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Shevlin man donates seventh gallon of blood

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Bemidji, 56619

Bemidji Minnesota P.O. Box 455 56619

The first time Larry Schmidt donated blood, he was forced to do it.

But now, he does it willingly - and often.

Schmidt, 59, of Shevlin recently eclipsed the seven-gallon mark for blood donations with the Mississippi Headwaters Blood Bank.

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Once every two months, Schmidt goes to North Country Regional Hospital, checks in, and donates a pint of blood.

"For 10 years now, I've gone pretty much every eight weeks," he said.

Occasionally, whenever there's a new person checking him in, Schmidt offers this advice for locating his folder: "Just grab the biggest file," he says.

Schmidt, who tops the list of donors with the Mississippi Headwaters Bank in total donations, did not set out to break records. In fact, he seldom calls the blood bank to check in or to get an update as to how much blood he's given.

"I just kind of keep track by the calendar," he said. He knows he donates a pint of blood every visit and since eight pints equal one gallon, he figures that he donates about one gallon every year and a quarter or so.

"I don't really keep track," he said.

Schmidt grew up in Wabasha, Minn., and joined the U.S. Army in 1968 (he served two years in Vietnam). Once enlisted in the Army, he says that he didn't have much of a choice about donating.

"They made me do it," he said.

Once out of the military, he went to vocational school, where he learned to be an electrical line worker, in Rosemount, Minn., and donated blood a few times there through the local Red Cross.

After completing his schooling, Schmidt worked in Grand Rapids for a year before moving to the Bemidji area in 1978.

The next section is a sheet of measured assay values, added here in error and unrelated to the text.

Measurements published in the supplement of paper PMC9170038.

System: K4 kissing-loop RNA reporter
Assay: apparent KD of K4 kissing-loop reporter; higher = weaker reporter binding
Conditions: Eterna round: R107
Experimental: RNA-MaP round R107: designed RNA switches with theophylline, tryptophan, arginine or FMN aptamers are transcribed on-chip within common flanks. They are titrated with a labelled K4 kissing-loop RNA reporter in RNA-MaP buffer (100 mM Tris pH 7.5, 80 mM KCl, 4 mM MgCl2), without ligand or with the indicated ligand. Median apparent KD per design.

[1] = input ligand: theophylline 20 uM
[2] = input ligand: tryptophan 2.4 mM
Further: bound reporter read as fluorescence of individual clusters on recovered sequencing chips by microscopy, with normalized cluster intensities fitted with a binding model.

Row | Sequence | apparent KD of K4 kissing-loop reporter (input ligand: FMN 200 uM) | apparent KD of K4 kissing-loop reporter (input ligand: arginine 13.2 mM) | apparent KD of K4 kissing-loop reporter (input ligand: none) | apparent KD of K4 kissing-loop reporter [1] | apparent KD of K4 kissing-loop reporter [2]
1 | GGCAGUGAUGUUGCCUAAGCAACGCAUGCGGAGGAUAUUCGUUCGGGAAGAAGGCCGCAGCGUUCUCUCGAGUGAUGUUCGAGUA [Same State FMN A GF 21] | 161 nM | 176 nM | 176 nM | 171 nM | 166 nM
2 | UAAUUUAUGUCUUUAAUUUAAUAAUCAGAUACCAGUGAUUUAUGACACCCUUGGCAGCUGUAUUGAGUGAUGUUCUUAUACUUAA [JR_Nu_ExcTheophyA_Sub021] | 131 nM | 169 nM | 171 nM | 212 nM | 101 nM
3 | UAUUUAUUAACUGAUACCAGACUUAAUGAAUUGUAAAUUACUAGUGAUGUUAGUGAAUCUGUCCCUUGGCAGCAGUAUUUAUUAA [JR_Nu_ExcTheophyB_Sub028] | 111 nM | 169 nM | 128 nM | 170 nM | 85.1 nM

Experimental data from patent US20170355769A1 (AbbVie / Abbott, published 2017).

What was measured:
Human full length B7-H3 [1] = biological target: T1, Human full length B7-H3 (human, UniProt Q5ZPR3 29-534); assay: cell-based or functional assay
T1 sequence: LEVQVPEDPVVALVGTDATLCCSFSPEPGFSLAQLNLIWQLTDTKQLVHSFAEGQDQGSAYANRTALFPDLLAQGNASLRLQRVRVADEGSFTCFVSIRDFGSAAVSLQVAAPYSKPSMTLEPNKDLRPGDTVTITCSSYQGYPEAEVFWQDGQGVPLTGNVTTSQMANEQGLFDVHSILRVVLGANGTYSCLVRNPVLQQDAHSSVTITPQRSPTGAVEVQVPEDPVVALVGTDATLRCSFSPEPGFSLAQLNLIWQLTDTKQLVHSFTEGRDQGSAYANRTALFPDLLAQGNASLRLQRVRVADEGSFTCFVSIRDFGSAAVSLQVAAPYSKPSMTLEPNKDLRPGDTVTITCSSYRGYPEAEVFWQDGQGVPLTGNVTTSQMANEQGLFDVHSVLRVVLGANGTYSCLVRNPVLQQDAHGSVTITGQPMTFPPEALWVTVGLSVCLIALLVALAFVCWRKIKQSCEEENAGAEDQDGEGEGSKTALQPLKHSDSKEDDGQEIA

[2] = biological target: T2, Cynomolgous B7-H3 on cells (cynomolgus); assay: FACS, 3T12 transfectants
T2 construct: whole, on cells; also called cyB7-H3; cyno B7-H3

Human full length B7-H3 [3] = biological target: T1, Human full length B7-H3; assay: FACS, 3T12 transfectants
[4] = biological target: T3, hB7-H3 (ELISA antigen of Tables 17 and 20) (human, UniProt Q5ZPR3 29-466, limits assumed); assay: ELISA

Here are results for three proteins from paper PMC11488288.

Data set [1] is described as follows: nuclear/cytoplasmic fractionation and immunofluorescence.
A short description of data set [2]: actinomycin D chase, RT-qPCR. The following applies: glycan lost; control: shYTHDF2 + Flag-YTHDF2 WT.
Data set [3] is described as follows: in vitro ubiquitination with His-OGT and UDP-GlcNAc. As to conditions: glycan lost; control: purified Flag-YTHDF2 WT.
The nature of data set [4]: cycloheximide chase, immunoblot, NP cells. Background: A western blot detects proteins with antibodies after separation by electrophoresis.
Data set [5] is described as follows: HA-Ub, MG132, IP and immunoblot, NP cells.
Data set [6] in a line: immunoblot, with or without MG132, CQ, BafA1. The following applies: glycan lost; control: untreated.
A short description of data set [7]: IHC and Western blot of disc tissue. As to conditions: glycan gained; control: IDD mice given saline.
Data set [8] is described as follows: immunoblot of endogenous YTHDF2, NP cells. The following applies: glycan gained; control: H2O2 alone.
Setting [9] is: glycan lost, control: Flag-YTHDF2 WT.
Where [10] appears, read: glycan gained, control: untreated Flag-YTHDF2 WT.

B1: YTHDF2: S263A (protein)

About 10 years ago, he began donating blood on a regular basis through the Mississippi Headwaters Blood Bank.

What has kept him going all these years?

"They have pretty good treats over there at the hospital," he joked.

His wife, Janice, used to try to give blood, Schmidt said, but they had trouble locating her vein. "They told her not to worry about it, that I give enough for both of us," he said.

Schmidt enjoys his visits to the hospital, he said, and is on a first-name basis with many of the employees, especially those who actually take his blood from him.

"The girls are a lot of fun," Schmidt said. "I call them vampires."

Schmidt has pins representing his fifth, sixth and now seventh gallon of blood donations. He knew that he was close to hitting seven when he found out that the next visit would be his seventh gallon.

The next time he went, they gave him a pin, he said.

While he's a frequent donator, Schmidt said he still gets asked the same health-related questions beforehand, just like everyone else who wishes to make a blood donation.

"When I first started, they didn't ask those questions," Schmidt said. "Now there's a quite lengthy list."

Once, in 2004, he had to say that he had been out of the country, since he and Janice had gone overseas to visit their son, Jacob, who was serving in Germany with the military.

He was still able to donate.

Schmidt has been employed as a lineman with Beltrami Electric since 1978 - this is his 30th year with the company. He and Janice have two sons. Jacob now lives in Bemidji, and a younger son, Benjamin, lives in the Twin Cities.

Y bwesley@bemidjipioneer.com

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